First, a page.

The original meaning of the word ‘protest’ in old French was: to make a solemn declaration, and even before that, going back to Latin, to witness, to declare publicly.
It’s also true that at the solitary end of the continuum of protest are single human cries of helpless outrage, the hotel maid being molested by Harvey Weinstein, the Muslim refugee assaulted by a mob of white nationalist thugs.
Expanding from individual to the group takes us into the controversial realm of identity politics, where each separate religious or ethnic or racial category asserts its justification for protesting threats to its essential dignity.
For example, Black Lives Matter. In the light of the deep structural racism in the United States, it’s impossible, for me at least, not to identify and sympathize deeply with the Black Lives Matter movement.
Whether we subscribe to identity politics or not, every time the police shoot a black man or boy under murky circumstances, it gives a new lease to the polarization between races that has been a fundamental theme of American history from slavery forward.
Meanwhile we remain in this awkward in-between state in race relations where Black Lives Matter is often countered with the obvious bromide that All Lives Matter—as if Black Lives Matter and All Lives Matter were somehow in conflict.
What’s really in conflict seems to be various modes of identification. Am I an American citizen first and only then someone of a particular race? Of course it would be healthier if we got to the point where all of us could identify first of all as Americans. This was clearly the vision of Martin Luther King.
An even larger context of identification is available, and necessary at this moment in time—the indisputable fact that we are one humanity, living on one small planet—where, someday, racism will be seen as a tragic illusory social construct that obscured this deeper unity.
Going even beyond the human, we might ask, who will protest for natural phenomena, for rivers that have become polluted? In Ecuador and elsewhere, rivers are now given constitutional rights to flow freely and cleanly.
Our biggest international challenge has become climate. Even nuclear war has been redefined, by nuclear winter, as a way to effect climate change suddenly rather than gradually.
In the case of our own heavy use of resources in the advanced industrial countries, as Pogo said, we have met the enemy and he is—us. Our own choices are intimately involved in solutions. How do I protest the size of my own ecological footprint? And how, or where, do we protest overpopulation in the advanced nations, where each person uses multiple times the resources of people in developing countries?
In any case it is becoming clearer every day that our materialist, consumerist values are not working for us. They are unsustainable.
In his watershed 1967 speech at Riverside Church shortly before he was assassinated, Dr. King took the considerable risk of connecting domestic conditions in the United States with the Vietnam war, which allowed him to show the interrelationship of racism, militarism and materialism—our nation’s continuing trefecta of original sin.
King dared to connect American racism toward blacks with racism against Asians. This continues in the racism of western cultural attitudes toward peoples in places like Iraq, Afghanistan or Yemen.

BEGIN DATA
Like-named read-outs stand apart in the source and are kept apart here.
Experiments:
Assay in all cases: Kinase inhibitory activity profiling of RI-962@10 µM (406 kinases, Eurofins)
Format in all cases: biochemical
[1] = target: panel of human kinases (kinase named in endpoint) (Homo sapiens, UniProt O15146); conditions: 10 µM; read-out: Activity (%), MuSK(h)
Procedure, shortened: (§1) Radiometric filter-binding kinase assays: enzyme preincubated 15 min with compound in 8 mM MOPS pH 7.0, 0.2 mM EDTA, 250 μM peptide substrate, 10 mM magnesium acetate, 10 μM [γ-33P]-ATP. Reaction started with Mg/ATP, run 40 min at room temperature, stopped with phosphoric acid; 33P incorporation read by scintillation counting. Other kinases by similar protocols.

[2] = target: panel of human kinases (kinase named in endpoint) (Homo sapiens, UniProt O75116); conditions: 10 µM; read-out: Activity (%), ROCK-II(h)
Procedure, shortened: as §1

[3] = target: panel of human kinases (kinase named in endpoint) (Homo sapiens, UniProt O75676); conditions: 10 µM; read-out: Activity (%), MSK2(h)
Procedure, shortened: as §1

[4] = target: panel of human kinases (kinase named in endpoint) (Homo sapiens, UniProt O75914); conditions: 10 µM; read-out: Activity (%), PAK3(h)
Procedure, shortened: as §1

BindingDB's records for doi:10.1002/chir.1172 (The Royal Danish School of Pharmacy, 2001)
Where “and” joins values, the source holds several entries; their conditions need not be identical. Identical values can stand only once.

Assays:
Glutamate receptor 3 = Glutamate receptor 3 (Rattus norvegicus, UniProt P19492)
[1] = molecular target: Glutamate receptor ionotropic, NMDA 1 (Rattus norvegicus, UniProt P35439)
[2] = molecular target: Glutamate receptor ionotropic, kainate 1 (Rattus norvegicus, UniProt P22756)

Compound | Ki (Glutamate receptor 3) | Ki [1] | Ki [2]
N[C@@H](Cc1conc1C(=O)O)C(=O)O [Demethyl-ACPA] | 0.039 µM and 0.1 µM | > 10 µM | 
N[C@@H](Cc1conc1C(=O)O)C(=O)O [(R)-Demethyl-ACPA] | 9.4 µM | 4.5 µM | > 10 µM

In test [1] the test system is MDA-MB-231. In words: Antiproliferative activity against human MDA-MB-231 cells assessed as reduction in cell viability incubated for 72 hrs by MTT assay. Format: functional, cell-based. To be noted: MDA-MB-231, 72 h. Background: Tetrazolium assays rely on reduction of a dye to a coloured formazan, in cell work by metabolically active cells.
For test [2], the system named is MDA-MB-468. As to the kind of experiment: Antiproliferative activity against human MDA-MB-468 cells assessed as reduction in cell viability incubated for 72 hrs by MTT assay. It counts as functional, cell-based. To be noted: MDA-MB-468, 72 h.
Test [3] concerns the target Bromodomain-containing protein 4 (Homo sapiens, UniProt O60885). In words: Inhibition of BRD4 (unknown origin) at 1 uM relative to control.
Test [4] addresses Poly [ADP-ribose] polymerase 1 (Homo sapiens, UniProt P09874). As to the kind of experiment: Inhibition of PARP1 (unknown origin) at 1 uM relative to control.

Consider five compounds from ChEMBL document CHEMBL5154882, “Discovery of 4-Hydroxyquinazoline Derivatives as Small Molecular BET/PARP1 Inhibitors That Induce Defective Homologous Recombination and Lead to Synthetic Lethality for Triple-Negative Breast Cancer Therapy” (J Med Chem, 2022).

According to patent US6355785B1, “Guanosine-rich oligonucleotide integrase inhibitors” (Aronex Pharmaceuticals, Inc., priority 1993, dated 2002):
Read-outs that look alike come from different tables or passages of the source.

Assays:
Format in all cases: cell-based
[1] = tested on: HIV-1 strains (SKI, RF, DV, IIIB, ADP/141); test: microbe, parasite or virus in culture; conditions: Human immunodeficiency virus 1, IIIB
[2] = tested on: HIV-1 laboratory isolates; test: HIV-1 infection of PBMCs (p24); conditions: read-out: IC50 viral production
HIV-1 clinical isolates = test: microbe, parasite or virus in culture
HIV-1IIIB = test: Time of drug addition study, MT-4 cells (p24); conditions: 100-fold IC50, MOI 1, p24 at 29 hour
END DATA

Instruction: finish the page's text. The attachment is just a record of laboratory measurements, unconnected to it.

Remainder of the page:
50 people blown up by terrorists in western countries is front-page news for weeks. 50 people blown up in Afghanistan elicits a shrug and a yawn in the western press. Here might be a good place to apply the slogan “All Lives Matter.”
King was inspired by Gandhi, and Gandhi’s civil disobedience tactics in turn by Thoreau and so on back to Magna Carta-type moments when the absolute rights of kings and emperors were first called into question, all the way back to strikes of workmen building the pyramids.
The mansion of protest has many rooms, depending upon whether one grows up as male or female, or privileged white, or not so privileged black, poor or hungry or wheelchair-bound or transgender or Muslim.
So many contentious issues and questions arise. Should abortion be restricted? Who decides that? Are corporations people? Is money speech? Is the supreme court above politics? In each case one’s personal spectrum of indignation, or loving activism and witness, is going to be different.
There was a recent controversy over whether the white female artist Dana Schutz has the right to make a painting of the black civil rights martyr Emmett Till. It is difficult to understand why people spend energy on such a seemingly artificial controversy.
In the Marlon Brando film about biker gangs, “The Wild Ones” someone asks him what he is rebelling against. He replies “Whaddaya got?”
My own primary issue for the past fifty years has been nuclear war prevention.
If one is going to protest something, I would assert this is just a touch more significant than whether a white artist has the right to paint a painful event in black civil rights history.
Brian Swimme’s “Journey of the Universe” addresses the great story that is the context for our human presence, the 13.85 billion year story of the evolution of stars and galaxies, planets, life, and self-conscious life that now has brought such dire peril upon itself.
From the perspective of this story, self-aware life arriving at a level of technological sophistication where they can utterly destroy themselves constitutes an event of cosmological significance.
I’d like to advance the notion of the Trident submarine as a quasi-cosmological event, which might seem an odd way to think about it.